Top Careers with a Psychology Degree In 2021
Graduates with a psychology degree are prepared for a variety of vocations. Clinical psychologists, counselling psychologists, and school psychologists are all common employment routes. Graduates in psychology can work in a variety of subfields. Business, teaching, social work, and criminal justice are just a few of the occupations open to psychology graduates outside of the field.
This section discusses some of the most prevalent career pathways in psychology and related subjects.
- Clinical Psychology:
Client assessments are conducted by clinical psychologists using diagnostic approaches. They frequently seek advice from other medical professionals or do research. Clinical psychologists work in a variety of settings, including hospitals, research institutions, and private practise.
Clinical psychologists are experts in fields such as child psychology, neuropsychology, and school psychology. A doctorate and a state-issued licence to practise clinical psychology are required for the majority of positions. Clinical psychology doctoral candidates are required to undergo a clinical internship as part of their education.
Strong analytical and interpersonal abilities are required for this professional path. Clinical psychologists work with a wide range of individuals and identify mental illnesses using observational and conversational abilities. Clinical psychologists use strong problem-solving skills to find treatments for patients and design research projects.
Psychiatrists and psychologists both specialise in mental health. Professionals in both fields diagnose and treat patients. Psychiatrists, on the other hand, have a medical degree and are licenced medical doctors who can prescribe medication to treat patients with mental illnesses. Clinical psychologists, on the other hand, receive a Ph.D. but are often unable to administer medicine.
Professionals in psychiatry can specialise in areas such as child psychiatry, addiction psychiatry, or neuropsychiatry. Forensic psychiatry, or the study of mental health disorders and criminal behaviour, and organisational psychiatry, or the study of the workplace, are also part of the subject.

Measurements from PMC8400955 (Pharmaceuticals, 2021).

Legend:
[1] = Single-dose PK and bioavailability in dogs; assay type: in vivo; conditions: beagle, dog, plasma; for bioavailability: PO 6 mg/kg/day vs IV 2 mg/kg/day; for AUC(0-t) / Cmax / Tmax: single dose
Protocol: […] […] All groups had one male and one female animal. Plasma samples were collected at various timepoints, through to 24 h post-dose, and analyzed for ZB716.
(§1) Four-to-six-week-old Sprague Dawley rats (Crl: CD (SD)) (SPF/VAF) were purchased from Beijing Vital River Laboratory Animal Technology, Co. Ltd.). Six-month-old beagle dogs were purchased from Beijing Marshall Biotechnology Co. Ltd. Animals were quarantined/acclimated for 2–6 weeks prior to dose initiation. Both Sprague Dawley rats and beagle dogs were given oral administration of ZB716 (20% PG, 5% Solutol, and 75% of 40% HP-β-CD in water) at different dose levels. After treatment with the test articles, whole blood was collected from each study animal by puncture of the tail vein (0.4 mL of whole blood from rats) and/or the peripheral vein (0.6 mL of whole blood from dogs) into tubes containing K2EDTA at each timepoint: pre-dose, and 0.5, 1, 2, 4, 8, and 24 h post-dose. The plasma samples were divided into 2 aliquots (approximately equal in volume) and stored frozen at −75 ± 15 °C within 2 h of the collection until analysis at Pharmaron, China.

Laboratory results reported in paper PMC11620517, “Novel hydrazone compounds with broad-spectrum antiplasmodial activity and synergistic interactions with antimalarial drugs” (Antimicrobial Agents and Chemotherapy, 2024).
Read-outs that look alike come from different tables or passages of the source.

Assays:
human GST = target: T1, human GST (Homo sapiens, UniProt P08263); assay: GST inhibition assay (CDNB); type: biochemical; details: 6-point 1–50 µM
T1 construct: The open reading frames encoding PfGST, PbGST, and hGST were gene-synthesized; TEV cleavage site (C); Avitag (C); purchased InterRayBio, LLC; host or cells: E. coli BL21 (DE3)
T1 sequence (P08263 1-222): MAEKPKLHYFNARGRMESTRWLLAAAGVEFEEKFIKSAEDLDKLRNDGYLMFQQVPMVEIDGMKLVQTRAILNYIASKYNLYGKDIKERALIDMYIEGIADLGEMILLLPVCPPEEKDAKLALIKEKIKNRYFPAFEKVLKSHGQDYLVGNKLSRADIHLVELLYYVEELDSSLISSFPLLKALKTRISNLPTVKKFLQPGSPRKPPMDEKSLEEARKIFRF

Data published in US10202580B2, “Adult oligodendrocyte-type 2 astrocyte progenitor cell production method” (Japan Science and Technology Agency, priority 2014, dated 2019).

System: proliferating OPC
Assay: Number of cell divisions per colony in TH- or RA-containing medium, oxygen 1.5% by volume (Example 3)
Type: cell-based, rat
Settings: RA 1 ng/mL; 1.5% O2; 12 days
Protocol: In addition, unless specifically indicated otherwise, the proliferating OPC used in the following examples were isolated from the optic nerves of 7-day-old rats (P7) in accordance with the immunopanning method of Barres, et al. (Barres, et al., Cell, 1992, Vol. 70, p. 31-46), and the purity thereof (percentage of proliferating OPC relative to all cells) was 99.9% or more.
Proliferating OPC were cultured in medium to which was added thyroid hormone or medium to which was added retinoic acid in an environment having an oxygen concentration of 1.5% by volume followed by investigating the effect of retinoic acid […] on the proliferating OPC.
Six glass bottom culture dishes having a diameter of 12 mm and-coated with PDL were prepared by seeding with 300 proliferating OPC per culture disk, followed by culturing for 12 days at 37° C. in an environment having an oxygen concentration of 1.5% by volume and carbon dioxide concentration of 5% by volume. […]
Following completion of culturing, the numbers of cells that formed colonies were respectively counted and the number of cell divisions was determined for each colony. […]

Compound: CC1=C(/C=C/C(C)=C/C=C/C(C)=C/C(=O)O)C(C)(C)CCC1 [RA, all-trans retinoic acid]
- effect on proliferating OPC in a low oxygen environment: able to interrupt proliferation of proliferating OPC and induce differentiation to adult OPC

Candidates for medical school benefit from having a psychology background. Because most colleges do not offer a psychiatry major, aspiring psychiatrists generally major in psychology or a comparable discipline that fits the medical school prerequisites.
Counselors assist clients in navigating life transitions and changing their habits. Couples counselling, school counselling, substance use problems, and behavioural disorders are all possible specialisations. Counseling psychologists, for example, use psychological science to examine, diagnose, and treat patients who are dealing with life difficulties or psychological problems.
A bachelor’s degree is required for some counselling positions. Counselors that specialise in substance abuse and behavioural disorders, for example, usually have a bachelor’s degree. Marriage and family therapists, as well as school and career counsellors, typically require a master’s degree. Counseling psychologists usually have a doctorate and a licence in psychology. Depending on the profession and degree level, work environments, job requirements, and earning potential differ.
- Social Work: